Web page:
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Old 07-22-17, 05:25 PM   #11
WPrich
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Don't think it's a largemouth, most likely a crossbreed or a red-eye bass since the fins appear to have a bit of red to them which is a characteristic of red-eyes.
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Old 07-22-17, 06:41 PM   #12
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Quote:
Originally Posted by WPrich View Post
Don't think it's a largemouth, most likely a crossbreed or a red-eye bass since the fins appear to have a bit of red to them which is a characteristic of red-eyes.
Maybe a smallmouth?
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Old 07-23-17, 09:02 AM   #13
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http://georgiawildlife.com/fishing/identification

..this may help...I've caught juvenile largemouth that looked like that...but, maybe it's a cross or another type...

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Old 07-23-17, 11:23 AM   #14
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Here is a link for easy to access bank fishing sites from the WRD website:


http://georgiawildlife.com/sites/def...es_rev0317.pdf
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Old 07-24-17, 11:18 AM   #15
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Small mouth.
Depending upon age group, Moccasin Creek has a spot for minors and seniors, also Petite Lake in Big Canoe stocks trouts not sure of their stocking schedule but I think it's year round.
The link Big T posted is pretty awesome and should give you plenty of great places to fish. Good luck, have fun and keep us posted on your success.
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Old 03-02-18, 08:27 AM   #16
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Small mouth.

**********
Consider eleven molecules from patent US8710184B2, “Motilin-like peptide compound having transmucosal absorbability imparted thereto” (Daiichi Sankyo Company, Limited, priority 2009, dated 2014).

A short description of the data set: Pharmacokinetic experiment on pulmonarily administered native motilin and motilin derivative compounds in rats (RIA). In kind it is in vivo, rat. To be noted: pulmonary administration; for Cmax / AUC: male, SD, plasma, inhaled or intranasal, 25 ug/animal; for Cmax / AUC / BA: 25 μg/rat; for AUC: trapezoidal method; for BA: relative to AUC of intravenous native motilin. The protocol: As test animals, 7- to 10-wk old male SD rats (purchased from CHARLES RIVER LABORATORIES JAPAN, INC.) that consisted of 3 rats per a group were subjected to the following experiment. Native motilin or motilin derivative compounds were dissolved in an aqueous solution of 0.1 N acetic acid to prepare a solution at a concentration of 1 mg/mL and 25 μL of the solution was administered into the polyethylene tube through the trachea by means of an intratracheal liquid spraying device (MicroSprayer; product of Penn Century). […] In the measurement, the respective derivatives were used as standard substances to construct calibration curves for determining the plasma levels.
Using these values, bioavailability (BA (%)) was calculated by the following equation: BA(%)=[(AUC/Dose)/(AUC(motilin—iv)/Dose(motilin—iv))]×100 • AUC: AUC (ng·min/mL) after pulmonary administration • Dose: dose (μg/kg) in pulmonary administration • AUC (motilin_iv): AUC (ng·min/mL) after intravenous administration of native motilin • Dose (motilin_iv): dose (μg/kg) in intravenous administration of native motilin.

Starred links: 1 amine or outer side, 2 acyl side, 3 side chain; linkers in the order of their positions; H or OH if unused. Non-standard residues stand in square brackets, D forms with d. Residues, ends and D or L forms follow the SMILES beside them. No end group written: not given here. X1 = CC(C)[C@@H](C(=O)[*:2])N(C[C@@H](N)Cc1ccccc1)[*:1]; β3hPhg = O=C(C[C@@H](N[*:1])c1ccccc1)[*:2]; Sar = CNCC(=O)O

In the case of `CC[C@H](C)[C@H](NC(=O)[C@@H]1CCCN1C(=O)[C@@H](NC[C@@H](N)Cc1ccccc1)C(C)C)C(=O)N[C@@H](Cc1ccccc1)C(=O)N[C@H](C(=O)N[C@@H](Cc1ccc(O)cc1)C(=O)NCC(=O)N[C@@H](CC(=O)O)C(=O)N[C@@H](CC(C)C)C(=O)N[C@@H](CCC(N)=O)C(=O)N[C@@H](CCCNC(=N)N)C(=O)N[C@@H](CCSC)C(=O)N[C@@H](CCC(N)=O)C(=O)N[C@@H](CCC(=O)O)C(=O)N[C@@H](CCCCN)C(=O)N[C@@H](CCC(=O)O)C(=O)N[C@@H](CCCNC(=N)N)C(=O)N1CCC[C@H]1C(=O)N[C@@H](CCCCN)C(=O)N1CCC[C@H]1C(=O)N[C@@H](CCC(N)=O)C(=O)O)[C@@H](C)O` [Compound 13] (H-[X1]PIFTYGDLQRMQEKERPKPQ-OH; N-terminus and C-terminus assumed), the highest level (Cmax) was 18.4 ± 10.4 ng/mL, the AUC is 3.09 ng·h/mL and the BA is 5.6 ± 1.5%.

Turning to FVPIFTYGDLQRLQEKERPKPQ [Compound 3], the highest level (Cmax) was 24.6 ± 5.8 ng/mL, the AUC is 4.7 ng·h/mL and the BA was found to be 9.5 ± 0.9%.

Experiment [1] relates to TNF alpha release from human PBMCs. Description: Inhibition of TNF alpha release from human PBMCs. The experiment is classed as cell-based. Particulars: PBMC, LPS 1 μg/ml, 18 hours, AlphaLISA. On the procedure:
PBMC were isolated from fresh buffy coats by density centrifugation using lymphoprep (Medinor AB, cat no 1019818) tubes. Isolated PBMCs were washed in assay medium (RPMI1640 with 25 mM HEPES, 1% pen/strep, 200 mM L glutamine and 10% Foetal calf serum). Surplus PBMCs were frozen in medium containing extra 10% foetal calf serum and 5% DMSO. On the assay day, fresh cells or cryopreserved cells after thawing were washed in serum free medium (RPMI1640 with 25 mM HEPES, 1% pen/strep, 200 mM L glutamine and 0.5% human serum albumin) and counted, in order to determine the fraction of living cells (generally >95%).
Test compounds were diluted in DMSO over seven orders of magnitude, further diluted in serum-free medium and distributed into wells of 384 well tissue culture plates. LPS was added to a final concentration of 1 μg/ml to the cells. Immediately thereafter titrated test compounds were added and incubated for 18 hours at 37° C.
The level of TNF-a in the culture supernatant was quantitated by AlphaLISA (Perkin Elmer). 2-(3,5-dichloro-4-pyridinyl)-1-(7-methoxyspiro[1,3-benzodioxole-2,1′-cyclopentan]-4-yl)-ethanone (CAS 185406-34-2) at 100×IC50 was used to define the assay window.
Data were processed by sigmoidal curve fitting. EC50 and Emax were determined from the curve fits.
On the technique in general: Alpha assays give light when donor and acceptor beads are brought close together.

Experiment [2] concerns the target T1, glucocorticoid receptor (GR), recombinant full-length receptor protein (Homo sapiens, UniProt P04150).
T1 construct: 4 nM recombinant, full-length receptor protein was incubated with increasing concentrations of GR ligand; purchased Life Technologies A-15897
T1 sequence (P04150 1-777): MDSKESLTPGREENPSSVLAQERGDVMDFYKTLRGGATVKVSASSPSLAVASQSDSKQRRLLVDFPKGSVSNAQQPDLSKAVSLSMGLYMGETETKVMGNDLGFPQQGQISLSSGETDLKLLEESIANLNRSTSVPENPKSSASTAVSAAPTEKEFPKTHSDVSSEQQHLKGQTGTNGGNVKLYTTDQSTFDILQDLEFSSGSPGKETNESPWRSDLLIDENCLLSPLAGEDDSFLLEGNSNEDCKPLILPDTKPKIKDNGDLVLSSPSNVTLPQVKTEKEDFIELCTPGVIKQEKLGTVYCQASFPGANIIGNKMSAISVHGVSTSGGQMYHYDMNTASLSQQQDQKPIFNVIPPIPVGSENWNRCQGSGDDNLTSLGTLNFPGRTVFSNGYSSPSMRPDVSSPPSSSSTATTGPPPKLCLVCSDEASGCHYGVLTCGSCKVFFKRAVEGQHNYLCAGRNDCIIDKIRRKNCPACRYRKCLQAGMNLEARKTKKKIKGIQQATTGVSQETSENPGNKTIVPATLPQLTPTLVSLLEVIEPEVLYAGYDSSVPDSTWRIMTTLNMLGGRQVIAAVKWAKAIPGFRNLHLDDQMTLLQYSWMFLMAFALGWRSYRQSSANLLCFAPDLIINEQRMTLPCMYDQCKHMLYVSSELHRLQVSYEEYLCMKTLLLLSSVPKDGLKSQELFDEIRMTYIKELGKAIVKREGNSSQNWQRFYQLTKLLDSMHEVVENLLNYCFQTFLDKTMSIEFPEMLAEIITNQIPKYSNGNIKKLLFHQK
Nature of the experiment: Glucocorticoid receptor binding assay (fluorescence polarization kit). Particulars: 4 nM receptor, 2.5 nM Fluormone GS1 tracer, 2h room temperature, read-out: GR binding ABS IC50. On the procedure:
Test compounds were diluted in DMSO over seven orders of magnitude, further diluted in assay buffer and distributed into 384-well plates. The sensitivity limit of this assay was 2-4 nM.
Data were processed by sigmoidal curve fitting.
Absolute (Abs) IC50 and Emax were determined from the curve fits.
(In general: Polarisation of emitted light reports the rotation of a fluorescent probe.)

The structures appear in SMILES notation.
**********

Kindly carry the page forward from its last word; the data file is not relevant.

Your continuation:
Depending upon age group, Moccasin Creek has a spot for minors and seniors, also Petite Lake in Big Canoe stocks trouts not sure of their stocking schedule but I think it's year round.
The link Big T posted is pretty awesome and should give you plenty of great places to fish. Good luck, have fun and keep us posted on your success.
Is the lake at Big Canoe private?
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Old 03-02-18, 11:11 AM   #17
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Big Canoe is private but they have some reasonable weekend rentals which will allow you to fish.
I built a house for the man who used to be in charge of the stocking.
The residents are allowed 3 trout per day . One day he came in with three that had a total weight of 27 pounds.
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Old 03-02-18, 12:21 PM   #18
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Have you thought about a float tube? I almost never go in the water without one except up in the mountains
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Old 03-02-18, 01:13 PM   #19
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The original question was about stream fishing but has drifted more to lakes and ponds. In my experience wade fishing is more about getting to where the fish are than standing thigh deep in water I can barely stand up in. I have one friend who only uses hip boots. His view is that standing in the water disturbs the fish. So it's more a degree of mobility than wading all day? If so, there are many streams where just a small amount of wading no more than ankle deep would provide a lot of water.

Two examples come to mind on the Toccoa tailwater, the park immediately below the Blue Ridge dam, Tammen Park a little further down and Horseshoe Bend Park just outside Copper Hill. One of my favorites is Horseshoe Bend because you can almost lawn chair fish there and just getting your ankles wet can open up hundreds of yards of access.
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Old 03-03-18, 02:09 PM   #20
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Several good bank spots on the Toccoa DH stretch from Sandy Bottom down.
The canoe launch is easily accessed and that big hole always has trout in it.
Expect some smallmouth from time to time also.
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